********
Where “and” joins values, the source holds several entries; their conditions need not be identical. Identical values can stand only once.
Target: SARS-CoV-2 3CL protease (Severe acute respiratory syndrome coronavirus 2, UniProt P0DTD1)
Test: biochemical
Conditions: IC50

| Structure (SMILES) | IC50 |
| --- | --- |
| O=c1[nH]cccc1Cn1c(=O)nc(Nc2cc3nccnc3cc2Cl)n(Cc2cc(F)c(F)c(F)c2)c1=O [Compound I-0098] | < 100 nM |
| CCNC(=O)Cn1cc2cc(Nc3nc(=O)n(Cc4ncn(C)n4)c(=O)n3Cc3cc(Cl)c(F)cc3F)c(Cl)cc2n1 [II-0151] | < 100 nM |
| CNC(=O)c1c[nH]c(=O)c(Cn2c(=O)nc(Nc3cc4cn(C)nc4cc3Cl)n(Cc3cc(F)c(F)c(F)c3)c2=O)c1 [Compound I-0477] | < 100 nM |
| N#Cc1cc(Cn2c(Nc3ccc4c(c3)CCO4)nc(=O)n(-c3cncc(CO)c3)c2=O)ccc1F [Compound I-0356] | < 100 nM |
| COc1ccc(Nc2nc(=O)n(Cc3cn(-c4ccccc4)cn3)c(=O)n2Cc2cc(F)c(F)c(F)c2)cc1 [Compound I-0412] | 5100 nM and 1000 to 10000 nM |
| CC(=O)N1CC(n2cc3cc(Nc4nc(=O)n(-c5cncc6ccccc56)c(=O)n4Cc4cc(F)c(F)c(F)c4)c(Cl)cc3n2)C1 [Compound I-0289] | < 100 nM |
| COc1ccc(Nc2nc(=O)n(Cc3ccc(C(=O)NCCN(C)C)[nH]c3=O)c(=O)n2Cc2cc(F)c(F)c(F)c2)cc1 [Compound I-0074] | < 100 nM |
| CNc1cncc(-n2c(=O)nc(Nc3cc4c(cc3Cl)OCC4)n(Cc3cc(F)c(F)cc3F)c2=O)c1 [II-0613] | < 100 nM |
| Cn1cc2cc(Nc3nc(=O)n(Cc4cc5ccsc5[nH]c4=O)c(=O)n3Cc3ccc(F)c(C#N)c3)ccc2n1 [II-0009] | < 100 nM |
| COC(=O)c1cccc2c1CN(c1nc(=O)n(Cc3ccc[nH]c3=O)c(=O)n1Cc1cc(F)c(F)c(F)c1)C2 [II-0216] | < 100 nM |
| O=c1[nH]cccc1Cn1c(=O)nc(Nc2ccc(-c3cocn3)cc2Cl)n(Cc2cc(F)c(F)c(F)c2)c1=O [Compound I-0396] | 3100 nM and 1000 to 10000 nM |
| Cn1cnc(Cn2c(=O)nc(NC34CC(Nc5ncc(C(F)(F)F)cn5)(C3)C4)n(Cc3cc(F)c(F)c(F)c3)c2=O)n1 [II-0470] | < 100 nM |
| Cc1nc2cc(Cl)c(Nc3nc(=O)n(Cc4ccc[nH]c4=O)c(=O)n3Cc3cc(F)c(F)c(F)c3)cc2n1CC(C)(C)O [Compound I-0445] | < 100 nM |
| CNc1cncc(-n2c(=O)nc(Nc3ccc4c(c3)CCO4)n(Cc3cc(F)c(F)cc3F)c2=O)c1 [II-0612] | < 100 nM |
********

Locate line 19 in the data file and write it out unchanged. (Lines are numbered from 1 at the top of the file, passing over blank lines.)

| Cc1nc2cc(Cl)c(Nc3nc(=O)n(Cc4ccc[nH]c4=O)c(=O)n3Cc3cc(F)c(F)c(F)c3)cc2n1CC(C)(C)O [Compound I-0445] | < 100 nM |